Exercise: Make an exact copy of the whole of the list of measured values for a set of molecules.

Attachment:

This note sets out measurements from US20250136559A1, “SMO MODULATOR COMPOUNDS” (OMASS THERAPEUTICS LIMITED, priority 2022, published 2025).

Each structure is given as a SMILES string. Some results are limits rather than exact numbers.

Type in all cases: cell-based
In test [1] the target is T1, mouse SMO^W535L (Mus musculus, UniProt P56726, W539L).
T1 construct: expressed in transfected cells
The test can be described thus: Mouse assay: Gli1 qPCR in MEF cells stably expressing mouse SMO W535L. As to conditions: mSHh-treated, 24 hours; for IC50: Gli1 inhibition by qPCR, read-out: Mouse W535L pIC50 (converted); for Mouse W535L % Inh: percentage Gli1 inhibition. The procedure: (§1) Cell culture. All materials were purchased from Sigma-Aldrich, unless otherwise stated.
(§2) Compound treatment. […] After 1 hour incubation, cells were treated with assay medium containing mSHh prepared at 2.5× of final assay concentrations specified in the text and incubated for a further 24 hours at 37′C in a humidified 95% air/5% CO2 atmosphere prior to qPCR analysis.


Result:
This note sets out measurements from US20250136559A1, “SMO MODULATOR COMPOUNDS” (OMASS THERAPEUTICS LIMITED, priority 2022, published 2025).

Each structure is given as a SMILES string. Some results are limits rather than exact numbers.

Type in all cases: cell-based
In test [1] the target is T1, mouse SMO^W535L (Mus musculus, UniProt P56726, W539L).
T1 construct: expressed in transfected cells
The test can be described thus: Mouse assay: Gli1 qPCR in MEF cells stably expressing mouse SMO W535L. As to conditions: mSHh-treated, 24 hours; for IC50: Gli1 inhibition by qPCR, read-out: Mouse W535L pIC50 (converted); for Mouse W535L % Inh: percentage Gli1 inhibition. The procedure: (§1) Cell culture. All materials were purchased from Sigma-Aldrich, unless otherwise stated.
(§2) Compound treatment. […] After 1 hour incubation, cells were treated with assay medium containing mSHh prepared at 2.5× of final assay concentrations specified in the text and incubated for a further 24 hours at 37′C in a humidified 95% air/5% CO2 atmosphere prior to qPCR analysis.